THE DAY REPLAYED – Defending champions Mexico and tournament newcomers Sweden won through to the semi-finals of the FIFA U-17 World Cup in UAE on an action-packed Friday afternoon. Los Aztecas saw off Brazil on penalties after their tie ended in stalemate at 1-1, while the Scandinavians came from behind to beat Honduras 2-1.
At the end of a tight game in which both goals came in the final ten minutes, the Mexicans got the better of the Brazilians, not for the first time in the history of the competition, holding their nerve in an electrifying, tournament-record penalty shootout that served up plenty of incident.
The day’s opening quarter-final was not short on drama either as first-timers Sweden staged a second-half fightback to edge out Los Catrachos. Led by their flamboyant front man Valmir Berisha, the Europeans showed their character and produced plenty of good, flowing football too.
Quarter-finals (day one)
Honduras 1–2 Sweden
Brazil 1-1 Mexico (Mexico won 11-10 on penalties)
The new Zlatan
Berisha once again served notice of his potential by scoring what must be a firm contender for goal of the tournament, capping his side’s comeback with a back-heel flick that compatriot Zlatan Ibrahimovic would have been proud of. The classy teenage front man showed why he is compared so often to the mercurial Paris Saint-Germain striker, and not just because of his movement off the ball and skills on it. A larger-than-life personality, Berisha was his usual outspoken self after helping to see off Los Catrachos: “I knew after five minutes of the game that we would beat the Hondurans,” he said.
Swedes take flight
The organisers took everyone by surprise in the countdown to Sweden’s meeting with Honduras in Al Ain, as a huge remote-controlled plane took to the air to lay on a spectacular aerobatic display. Painted in the colours of the United Arab Emirates flag, the aircraft entertained the fans royally as it looped the loop and swooped around the stadium. The high-flying Swedes then staged a superb show of their own in the second half, making a little piece of history as they touched down in the semi-finals at the first attempt.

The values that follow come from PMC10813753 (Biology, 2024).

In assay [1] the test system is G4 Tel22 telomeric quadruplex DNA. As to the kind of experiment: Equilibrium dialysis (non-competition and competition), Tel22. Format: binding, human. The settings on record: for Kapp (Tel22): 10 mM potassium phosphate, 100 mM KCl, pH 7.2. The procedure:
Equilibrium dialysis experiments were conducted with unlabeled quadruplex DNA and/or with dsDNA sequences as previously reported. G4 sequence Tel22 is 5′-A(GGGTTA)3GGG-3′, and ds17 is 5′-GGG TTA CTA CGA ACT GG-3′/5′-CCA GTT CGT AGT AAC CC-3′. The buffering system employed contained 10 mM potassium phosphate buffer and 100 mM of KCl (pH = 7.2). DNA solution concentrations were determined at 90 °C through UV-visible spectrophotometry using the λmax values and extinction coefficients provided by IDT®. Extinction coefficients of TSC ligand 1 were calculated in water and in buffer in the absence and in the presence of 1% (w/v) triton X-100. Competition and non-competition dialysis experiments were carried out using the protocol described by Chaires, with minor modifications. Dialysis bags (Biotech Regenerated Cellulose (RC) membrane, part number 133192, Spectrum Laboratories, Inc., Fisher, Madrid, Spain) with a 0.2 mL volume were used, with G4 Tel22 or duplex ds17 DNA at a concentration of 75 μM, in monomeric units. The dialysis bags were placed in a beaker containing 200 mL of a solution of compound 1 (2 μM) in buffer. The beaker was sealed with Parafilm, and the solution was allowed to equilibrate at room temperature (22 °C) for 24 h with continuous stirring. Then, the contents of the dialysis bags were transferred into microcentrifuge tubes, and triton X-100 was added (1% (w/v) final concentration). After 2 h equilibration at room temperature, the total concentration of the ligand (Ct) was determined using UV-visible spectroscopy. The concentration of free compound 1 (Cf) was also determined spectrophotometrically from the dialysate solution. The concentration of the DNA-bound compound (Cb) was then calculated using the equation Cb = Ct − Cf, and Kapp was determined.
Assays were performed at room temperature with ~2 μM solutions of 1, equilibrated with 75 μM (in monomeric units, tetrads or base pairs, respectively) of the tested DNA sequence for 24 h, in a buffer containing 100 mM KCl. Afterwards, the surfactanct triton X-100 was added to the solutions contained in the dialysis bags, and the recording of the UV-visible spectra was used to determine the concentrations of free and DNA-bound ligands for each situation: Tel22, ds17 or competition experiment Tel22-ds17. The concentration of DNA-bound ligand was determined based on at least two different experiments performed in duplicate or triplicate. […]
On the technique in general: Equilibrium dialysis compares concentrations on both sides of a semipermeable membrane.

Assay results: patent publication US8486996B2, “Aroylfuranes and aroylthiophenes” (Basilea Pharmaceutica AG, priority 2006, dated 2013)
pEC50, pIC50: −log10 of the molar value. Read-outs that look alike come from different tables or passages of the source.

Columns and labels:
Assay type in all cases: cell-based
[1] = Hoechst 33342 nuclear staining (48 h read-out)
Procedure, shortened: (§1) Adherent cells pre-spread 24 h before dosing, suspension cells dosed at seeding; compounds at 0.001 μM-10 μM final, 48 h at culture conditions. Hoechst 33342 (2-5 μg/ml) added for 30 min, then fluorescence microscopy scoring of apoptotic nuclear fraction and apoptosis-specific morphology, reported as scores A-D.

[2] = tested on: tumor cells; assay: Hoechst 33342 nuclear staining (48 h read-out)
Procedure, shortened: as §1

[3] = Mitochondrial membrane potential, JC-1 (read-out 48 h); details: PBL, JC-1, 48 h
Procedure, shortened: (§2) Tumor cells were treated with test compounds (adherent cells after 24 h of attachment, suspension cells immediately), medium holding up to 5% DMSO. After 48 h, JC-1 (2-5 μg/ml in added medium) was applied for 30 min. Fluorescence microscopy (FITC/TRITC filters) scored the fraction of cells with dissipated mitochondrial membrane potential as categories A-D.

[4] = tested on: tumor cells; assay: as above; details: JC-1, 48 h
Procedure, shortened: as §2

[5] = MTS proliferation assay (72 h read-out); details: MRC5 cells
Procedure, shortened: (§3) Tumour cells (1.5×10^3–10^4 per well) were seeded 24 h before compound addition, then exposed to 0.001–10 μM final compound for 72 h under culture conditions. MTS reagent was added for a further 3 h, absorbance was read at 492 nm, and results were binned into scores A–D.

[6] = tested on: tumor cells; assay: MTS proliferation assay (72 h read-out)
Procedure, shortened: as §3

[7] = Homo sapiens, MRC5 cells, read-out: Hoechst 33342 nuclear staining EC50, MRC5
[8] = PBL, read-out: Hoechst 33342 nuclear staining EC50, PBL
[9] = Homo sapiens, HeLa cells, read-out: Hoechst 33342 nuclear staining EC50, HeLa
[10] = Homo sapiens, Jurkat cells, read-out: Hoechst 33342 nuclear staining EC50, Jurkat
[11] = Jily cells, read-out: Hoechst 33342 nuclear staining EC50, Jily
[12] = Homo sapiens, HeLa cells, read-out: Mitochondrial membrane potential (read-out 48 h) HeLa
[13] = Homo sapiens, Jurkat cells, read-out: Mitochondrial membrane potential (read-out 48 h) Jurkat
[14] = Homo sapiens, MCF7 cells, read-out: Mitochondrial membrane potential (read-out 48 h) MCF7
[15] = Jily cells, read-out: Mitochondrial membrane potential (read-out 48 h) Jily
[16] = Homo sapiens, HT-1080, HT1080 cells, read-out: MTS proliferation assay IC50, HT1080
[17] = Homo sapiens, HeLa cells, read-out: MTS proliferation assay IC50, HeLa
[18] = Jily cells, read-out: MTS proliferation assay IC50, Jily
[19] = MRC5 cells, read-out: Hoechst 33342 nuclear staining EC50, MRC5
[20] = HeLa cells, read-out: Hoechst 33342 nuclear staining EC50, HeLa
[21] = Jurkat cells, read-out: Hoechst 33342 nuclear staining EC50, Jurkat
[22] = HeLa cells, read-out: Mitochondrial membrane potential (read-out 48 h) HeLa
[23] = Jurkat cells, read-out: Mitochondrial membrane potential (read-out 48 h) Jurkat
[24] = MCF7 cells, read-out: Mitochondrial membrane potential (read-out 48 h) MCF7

Strength in numbers
Brazil coach Alexandre Gallo had a surprise in store when his team lined up for the obligatory team photo before the start of their tie with Mexico in Dubai, sending out both substitute goalkeepers and his four remaining outfield players to pose for the photographers with the starting XI. With the four remaining members of his squad all sitting in the stand because of injury or suspension, Gallo was perhaps trying to cover up his lack of options on the bench by staging an unusual snapshot that was quickly relayed around the world.
Agony for Auro
The marathon shootout staged by Brazil and Mexico served up the kind of incident not normally seen when penalties are being taken. After converting his kick, the tenth overall, Auriverde defender Auro went down in the area clutching his right leg and complaining of cramp. Unable to move, he was attended to by medical staff on the spot before being stretchered off to receive further treatment.
Arms like tentacles
Goalkeeper Raul Gudino was Mexico’s hero of the hour in Dubai, showing exactly why he is nicknamed El Pulpo (The Octopus) by diving one way to deny Gabriel and then the other to thwart Mosquito and clinch his side’s place in the last four, this after almost keeping out Nathan’s spot-kick as well.
24 - The number of penalties needed to separate Brazil and Mexico in their thrilling shootout, the longest in the history of the competition and one which El Tri shaded 11-10.
“Berisha has to be one of the top strikers in the tournament, as simple as that. He was tired and asked to be taken off, but I said to him: ‘No, you have to stay out there’. We had other players who were even more tired than he was, and so he stayed on,” Sweden coach Roland Larsson.
Saturday, 2 November
Argentina-Côte d’Ivoire (Sharjah, 17:00 local time)
Uruguay-Nigeria (Sharjah, 20:00 local time)